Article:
About Jayadvaita Swami

Hare Krishna, Hare Krishna, Krishna Krishna, Hare Hare; Hare Rama, Hare Rama, Rama Rama, Hare Hare. Using a necklace-rosary with 108 "beats" the 16-word Hare Krishna mantra, also referred to as the Maha Mantra or Great Mantra, devotees chant the mantra 108 times, 16 times each day for a total of 1,728 times per day.

According to Jayadvaita Swami, "‘Krishna’ is a name of God (as ‘Rama’ is also), and ‘Hare’ addresses God’s divine energy. So, first, ‘Hare Krishna’ is an address to God, a prayer to God. But then, going further, ‘Hare Krishna’ can refer to the full ‘Hare Krishna’ mantra, or prayer. This is, in essence, a prayer to be engaged in God’s service."

He continued saying, "By further extension, the movement of devotional service to Krishna becomes known as ‘the Hare Krishna movement.’ And by still further extension the adherents of the movement have become popularly known as ‘Hare Krishna people’ or simply ‘Hare Krishnas.’"

During the late 1960s when young Wall Street "stock runners" traveled up and down the streets of lower Manhattan it was not uncommon to encounter John Birchers on one side of the street and "Hare Krishnas" on the other. It was in New York City that the swami, or religious teacher, was first introduced to Krishna Consciousness.

In addition to his standard biography found under the "Biodata" tab on his Web site ( or through the Wikipedia Web site, Jay Swami was born Jay Israel to a reformed Jewish family. He attended Englewood (Bergen County) schools from kindergarten at Cleveland School through his senior year at Dwight Morrow High School, basically making him a "Jersey boy" in the broadest sense. From here, his adventures became international.

As he explains his journey from high school to being one of only 49 Modern Gaudiya Vaishnavas since 1875 and teaching and lecturing in over 50 countries, he was first introduced to ISKCON in New York City in 1968. Starting with the order by stapling booklets he went on to become the editor of dozens of books and magazines. Although he attended some college classes at Carnegie Institute of Technology (now known as Carnegie Mellon University), he is in the most general sense "self-educated" and taught himself everything he needed to know in order to become a literary editor. Until he begins to travel and lecture again in the spring, he is currently residing in Mayapur, West Bengal, India.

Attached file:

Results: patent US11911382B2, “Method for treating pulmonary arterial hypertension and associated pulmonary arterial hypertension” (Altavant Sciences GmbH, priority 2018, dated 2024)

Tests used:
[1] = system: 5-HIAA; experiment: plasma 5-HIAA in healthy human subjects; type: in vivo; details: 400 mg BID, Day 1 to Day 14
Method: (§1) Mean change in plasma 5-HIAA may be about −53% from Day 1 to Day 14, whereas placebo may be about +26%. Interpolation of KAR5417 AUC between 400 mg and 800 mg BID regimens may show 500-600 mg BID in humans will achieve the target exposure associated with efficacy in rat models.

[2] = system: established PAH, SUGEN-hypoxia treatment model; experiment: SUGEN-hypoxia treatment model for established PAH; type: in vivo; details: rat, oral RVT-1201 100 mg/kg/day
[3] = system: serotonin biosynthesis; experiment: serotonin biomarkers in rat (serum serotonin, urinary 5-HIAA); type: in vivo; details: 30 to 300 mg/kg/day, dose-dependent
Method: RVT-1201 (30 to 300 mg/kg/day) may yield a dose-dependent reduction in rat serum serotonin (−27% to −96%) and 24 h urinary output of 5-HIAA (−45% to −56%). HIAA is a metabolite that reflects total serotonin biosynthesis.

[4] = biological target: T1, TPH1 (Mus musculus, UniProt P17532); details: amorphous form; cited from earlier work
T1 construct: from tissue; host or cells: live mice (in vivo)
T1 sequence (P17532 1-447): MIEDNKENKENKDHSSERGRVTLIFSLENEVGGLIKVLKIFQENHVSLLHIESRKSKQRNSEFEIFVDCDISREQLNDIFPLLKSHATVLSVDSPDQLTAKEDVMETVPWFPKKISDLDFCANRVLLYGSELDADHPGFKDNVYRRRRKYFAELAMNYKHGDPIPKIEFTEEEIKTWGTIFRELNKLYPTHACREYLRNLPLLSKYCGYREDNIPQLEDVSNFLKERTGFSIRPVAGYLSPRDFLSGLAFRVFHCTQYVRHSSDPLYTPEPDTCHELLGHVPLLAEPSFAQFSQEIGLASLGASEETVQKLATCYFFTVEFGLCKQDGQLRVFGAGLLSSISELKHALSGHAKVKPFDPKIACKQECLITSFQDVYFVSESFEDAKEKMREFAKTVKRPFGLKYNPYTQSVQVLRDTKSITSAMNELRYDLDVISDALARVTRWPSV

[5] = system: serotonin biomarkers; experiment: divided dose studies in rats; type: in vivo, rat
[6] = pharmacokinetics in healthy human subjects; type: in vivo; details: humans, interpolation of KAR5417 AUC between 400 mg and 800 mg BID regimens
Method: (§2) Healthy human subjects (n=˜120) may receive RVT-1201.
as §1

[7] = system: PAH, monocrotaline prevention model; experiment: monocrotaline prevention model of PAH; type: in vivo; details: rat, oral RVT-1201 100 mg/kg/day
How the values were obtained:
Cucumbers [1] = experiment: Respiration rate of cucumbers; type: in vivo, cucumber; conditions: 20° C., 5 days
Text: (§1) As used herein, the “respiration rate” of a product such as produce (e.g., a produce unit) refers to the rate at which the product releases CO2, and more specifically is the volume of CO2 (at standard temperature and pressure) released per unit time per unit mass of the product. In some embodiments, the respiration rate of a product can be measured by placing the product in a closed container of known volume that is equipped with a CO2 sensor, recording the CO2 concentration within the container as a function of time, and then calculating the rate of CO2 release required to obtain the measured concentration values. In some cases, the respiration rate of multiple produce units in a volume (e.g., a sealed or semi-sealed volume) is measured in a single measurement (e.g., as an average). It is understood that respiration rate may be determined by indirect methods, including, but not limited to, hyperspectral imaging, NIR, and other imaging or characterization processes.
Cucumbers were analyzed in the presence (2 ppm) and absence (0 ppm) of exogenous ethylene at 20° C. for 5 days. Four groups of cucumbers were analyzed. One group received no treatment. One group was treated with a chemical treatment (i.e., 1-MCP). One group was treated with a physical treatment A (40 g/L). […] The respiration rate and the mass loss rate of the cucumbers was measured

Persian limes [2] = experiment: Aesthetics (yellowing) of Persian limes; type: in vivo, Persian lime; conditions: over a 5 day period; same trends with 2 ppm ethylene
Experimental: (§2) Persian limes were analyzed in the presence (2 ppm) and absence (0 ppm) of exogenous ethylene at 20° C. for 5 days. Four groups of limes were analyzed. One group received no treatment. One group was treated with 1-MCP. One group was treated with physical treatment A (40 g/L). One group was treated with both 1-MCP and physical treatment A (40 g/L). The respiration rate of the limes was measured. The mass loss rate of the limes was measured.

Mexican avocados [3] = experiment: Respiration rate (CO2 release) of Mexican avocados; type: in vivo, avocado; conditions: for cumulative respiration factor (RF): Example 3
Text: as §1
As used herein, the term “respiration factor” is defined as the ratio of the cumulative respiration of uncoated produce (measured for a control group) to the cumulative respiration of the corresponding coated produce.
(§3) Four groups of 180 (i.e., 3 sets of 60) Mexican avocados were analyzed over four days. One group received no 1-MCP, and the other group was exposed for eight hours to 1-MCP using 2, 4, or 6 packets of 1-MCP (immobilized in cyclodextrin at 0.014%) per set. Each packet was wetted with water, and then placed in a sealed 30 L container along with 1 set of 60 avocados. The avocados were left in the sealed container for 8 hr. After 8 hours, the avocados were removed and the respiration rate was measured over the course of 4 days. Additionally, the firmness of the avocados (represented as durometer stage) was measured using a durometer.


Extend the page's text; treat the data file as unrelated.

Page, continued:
After the meeting, Jay Swami shared that, "I was happy indeed that we all had the opportunity to meet together and exchange thoughts about God and spirituality."

Rev. Solon said, "Jayadvaita quoted Krishna Scripture about what one’s purpose in life is. And it struck me that although I as a Christian can answer that question as well — and similarly as Jay did — it occurred to me the answer isn’t as clearly articulated in some ways in Christian thought. There is the Great Commandment, of course, but I’m not sure that’s the same as a purpose for life. Perhaps it is."

Monsignor Carroll commented, "I am pleased I attended. The Swami is a spiritual person and I relate to someone who has a spiritual awareness. His question: ‘Are we as a society any better off today?’ was thought provoking." Referring to the swami he concluded, "One of his comments, ‘you fit into your place in this life’ — in other words, if you are and do what you are gifted to do, you are satisfied, fulfilled, joyful. To live like this is a blessing."

[ comparative-religion ] [ mantra ]